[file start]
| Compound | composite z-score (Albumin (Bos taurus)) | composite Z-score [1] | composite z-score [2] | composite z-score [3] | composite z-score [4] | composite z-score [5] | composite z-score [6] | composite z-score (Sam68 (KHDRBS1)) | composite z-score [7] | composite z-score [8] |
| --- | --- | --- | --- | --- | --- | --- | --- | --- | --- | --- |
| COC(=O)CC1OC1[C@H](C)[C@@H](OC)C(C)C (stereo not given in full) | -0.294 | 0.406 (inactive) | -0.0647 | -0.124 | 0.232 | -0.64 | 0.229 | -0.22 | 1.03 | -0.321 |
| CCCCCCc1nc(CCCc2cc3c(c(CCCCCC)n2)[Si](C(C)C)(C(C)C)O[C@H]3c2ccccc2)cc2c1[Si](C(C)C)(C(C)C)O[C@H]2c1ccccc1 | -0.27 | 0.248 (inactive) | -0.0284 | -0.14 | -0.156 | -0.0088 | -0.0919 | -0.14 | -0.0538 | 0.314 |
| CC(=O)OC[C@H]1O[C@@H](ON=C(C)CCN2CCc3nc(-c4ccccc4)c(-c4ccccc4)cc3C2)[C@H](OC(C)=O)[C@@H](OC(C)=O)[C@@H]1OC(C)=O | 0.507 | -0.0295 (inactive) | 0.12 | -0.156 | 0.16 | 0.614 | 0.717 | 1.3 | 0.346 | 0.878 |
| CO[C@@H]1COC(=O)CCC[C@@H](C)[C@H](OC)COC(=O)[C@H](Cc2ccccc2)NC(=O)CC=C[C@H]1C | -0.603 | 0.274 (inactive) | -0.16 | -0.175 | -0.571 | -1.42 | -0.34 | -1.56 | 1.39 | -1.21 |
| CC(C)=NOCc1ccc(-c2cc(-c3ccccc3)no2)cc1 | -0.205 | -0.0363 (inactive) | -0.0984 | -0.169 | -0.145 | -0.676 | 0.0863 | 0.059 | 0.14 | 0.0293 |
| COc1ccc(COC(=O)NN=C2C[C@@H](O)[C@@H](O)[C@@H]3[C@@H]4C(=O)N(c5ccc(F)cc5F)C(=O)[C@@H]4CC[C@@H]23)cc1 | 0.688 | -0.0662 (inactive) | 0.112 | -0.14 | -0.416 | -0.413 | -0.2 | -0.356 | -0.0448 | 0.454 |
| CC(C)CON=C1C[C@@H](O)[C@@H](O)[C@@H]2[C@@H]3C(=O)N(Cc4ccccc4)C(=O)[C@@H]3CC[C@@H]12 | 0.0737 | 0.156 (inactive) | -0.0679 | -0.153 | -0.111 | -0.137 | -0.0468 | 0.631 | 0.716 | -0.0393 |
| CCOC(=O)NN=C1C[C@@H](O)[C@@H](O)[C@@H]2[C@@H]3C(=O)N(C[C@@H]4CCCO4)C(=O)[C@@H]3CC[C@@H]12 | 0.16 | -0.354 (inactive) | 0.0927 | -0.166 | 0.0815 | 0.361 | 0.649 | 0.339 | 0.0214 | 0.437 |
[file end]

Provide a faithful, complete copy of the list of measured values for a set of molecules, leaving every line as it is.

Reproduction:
| Compound | composite z-score (Albumin (Bos taurus)) | composite Z-score [1] | composite z-score [2] | composite z-score [3] | composite z-score [4] | composite z-score [5] | composite z-score [6] | composite z-score (Sam68 (KHDRBS1)) | composite z-score [7] | composite z-score [8] |
| --- | --- | --- | --- | --- | --- | --- | --- | --- | --- | --- |
| COC(=O)CC1OC1[C@H](C)[C@@H](OC)C(C)C (stereo not given in full) | -0.294 | 0.406 (inactive) | -0.0647 | -0.124 | 0.232 | -0.64 | 0.229 | -0.22 | 1.03 | -0.321 |
| CCCCCCc1nc(CCCc2cc3c(c(CCCCCC)n2)[Si](C(C)C)(C(C)C)O[C@H]3c2ccccc2)cc2c1[Si](C(C)C)(C(C)C)O[C@H]2c1ccccc1 | -0.27 | 0.248 (inactive) | -0.0284 | -0.14 | -0.156 | -0.0088 | -0.0919 | -0.14 | -0.0538 | 0.314 |
| CC(=O)OC[C@H]1O[C@@H](ON=C(C)CCN2CCc3nc(-c4ccccc4)c(-c4ccccc4)cc3C2)[C@H](OC(C)=O)[C@@H](OC(C)=O)[C@@H]1OC(C)=O | 0.507 | -0.0295 (inactive) | 0.12 | -0.156 | 0.16 | 0.614 | 0.717 | 1.3 | 0.346 | 0.878 |
| CO[C@@H]1COC(=O)CCC[C@@H](C)[C@H](OC)COC(=O)[C@H](Cc2ccccc2)NC(=O)CC=C[C@H]1C | -0.603 | 0.274 (inactive) | -0.16 | -0.175 | -0.571 | -1.42 | -0.34 | -1.56 | 1.39 | -1.21 |
| CC(C)=NOCc1ccc(-c2cc(-c3ccccc3)no2)cc1 | -0.205 | -0.0363 (inactive) | -0.0984 | -0.169 | -0.145 | -0.676 | 0.0863 | 0.059 | 0.14 | 0.0293 |
| COc1ccc(COC(=O)NN=C2C[C@@H](O)[C@@H](O)[C@@H]3[C@@H]4C(=O)N(c5ccc(F)cc5F)C(=O)[C@@H]4CC[C@@H]23)cc1 | 0.688 | -0.0662 (inactive) | 0.112 | -0.14 | -0.416 | -0.413 | -0.2 | -0.356 | -0.0448 | 0.454 |
| CC(C)CON=C1C[C@@H](O)[C@@H](O)[C@@H]2[C@@H]3C(=O)N(Cc4ccccc4)C(=O)[C@@H]3CC[C@@H]12 | 0.0737 | 0.156 (inactive) | -0.0679 | -0.153 | -0.111 | -0.137 | -0.0468 | 0.631 | 0.716 | -0.0393 |
| CCOC(=O)NN=C1C[C@@H](O)[C@@H](O)[C@@H]2[C@@H]3C(=O)N(C[C@@H]4CCCO4)C(=O)[C@@H]3CC[C@@H]12 | 0.16 | -0.354 (inactive) | 0.0927 | -0.166 | 0.0815 | 0.361 | 0.649 | 0.339 | 0.0214 | 0.437 |